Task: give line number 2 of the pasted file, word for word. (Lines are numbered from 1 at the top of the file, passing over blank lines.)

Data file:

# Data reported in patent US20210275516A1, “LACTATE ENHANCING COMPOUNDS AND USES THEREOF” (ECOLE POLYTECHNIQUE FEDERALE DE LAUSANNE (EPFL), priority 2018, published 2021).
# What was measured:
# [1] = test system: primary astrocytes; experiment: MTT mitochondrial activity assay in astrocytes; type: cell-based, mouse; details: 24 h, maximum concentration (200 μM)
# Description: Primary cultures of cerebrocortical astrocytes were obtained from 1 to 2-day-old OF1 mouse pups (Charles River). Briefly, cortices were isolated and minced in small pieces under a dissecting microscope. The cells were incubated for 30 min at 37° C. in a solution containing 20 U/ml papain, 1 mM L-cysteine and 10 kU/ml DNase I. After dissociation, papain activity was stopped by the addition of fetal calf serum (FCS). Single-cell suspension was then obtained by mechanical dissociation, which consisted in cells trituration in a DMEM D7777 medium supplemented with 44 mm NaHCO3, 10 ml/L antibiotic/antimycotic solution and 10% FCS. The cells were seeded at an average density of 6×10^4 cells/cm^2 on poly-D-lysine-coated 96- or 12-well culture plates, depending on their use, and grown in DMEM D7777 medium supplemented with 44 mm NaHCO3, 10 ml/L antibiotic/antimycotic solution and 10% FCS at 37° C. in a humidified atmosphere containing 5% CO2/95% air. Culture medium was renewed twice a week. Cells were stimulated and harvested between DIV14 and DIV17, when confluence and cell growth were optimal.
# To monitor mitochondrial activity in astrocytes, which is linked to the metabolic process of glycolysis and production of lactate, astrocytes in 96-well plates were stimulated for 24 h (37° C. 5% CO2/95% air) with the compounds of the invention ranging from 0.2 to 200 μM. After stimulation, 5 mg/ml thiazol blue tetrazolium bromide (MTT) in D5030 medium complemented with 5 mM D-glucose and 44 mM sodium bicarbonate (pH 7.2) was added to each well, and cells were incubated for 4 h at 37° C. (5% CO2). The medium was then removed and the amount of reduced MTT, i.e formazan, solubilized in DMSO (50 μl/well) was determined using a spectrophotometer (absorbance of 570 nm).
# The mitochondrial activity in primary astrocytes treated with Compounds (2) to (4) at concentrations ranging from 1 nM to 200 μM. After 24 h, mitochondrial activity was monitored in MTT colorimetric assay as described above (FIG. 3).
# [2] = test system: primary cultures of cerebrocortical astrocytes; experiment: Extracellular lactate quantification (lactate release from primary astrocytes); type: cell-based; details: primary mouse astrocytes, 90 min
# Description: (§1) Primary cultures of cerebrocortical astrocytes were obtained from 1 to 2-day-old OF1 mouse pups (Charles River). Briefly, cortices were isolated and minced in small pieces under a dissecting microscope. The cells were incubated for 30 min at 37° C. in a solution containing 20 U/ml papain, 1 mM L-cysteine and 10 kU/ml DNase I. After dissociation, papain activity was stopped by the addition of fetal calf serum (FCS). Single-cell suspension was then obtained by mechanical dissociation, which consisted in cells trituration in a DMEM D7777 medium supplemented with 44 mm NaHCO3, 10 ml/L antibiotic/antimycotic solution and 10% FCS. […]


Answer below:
# What was measured: